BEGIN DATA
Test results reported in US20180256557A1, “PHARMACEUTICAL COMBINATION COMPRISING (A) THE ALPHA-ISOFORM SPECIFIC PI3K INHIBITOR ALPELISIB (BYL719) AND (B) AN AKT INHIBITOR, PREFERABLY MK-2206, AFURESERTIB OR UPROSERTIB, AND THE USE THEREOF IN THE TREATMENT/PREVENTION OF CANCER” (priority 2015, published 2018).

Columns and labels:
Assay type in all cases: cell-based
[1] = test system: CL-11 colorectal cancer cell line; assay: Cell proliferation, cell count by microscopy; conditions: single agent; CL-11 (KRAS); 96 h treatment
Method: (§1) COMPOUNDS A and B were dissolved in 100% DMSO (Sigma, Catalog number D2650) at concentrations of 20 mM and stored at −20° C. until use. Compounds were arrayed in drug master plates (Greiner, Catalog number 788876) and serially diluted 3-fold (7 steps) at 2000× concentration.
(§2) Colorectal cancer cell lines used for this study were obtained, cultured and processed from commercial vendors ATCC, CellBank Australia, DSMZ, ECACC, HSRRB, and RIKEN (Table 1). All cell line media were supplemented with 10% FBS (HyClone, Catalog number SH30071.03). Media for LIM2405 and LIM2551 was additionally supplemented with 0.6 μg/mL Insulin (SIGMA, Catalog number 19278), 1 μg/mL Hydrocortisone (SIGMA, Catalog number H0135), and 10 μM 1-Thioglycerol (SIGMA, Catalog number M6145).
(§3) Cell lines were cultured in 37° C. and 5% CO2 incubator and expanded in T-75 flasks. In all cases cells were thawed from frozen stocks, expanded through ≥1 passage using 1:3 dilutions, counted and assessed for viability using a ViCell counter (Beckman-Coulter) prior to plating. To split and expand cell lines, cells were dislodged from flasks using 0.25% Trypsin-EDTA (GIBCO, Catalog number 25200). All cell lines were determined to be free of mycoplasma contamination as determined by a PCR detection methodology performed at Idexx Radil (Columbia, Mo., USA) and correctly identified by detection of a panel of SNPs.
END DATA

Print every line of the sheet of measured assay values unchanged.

Test results reported in US20180256557A1, “PHARMACEUTICAL COMBINATION COMPRISING (A) THE ALPHA-ISOFORM SPECIFIC PI3K INHIBITOR ALPELISIB (BYL719) AND (B) AN AKT INHIBITOR, PREFERABLY MK-2206, AFURESERTIB OR UPROSERTIB, AND THE USE THEREOF IN THE TREATMENT/PREVENTION OF CANCER” (priority 2015, published 2018).

Columns and labels:
Assay type in all cases: cell-based
[1] = test system: CL-11 colorectal cancer cell line; assay: Cell proliferation, cell count by microscopy; conditions: single agent; CL-11 (KRAS); 96 h treatment
Method: (§1) COMPOUNDS A and B were dissolved in 100% DMSO (Sigma, Catalog number D2650) at concentrations of 20 mM and stored at −20° C. until use. Compounds were arrayed in drug master plates (Greiner, Catalog number 788876) and serially diluted 3-fold (7 steps) at 2000× concentration.
(§2) Colorectal cancer cell lines used for this study were obtained, cultured and processed from commercial vendors ATCC, CellBank Australia, DSMZ, ECACC, HSRRB, and RIKEN (Table 1). All cell line media were supplemented with 10% FBS (HyClone, Catalog number SH30071.03). Media for LIM2405 and LIM2551 was additionally supplemented with 0.6 μg/mL Insulin (SIGMA, Catalog number 19278), 1 μg/mL Hydrocortisone (SIGMA, Catalog number H0135), and 10 μM 1-Thioglycerol (SIGMA, Catalog number M6145).
(§3) Cell lines were cultured in 37° C. and 5% CO2 incubator and expanded in T-75 flasks. In all cases cells were thawed from frozen stocks, expanded through ≥1 passage using 1:3 dilutions, counted and assessed for viability using a ViCell counter (Beckman-Coulter) prior to plating. To split and expand cell lines, cells were dislodged from flasks using 0.25% Trypsin-EDTA (GIBCO, Catalog number 25200). All cell lines were determined to be free of mycoplasma contamination as determined by a PCR detection methodology performed at Idexx Radil (Columbia, Mo., USA) and correctly identified by detection of a panel of SNPs.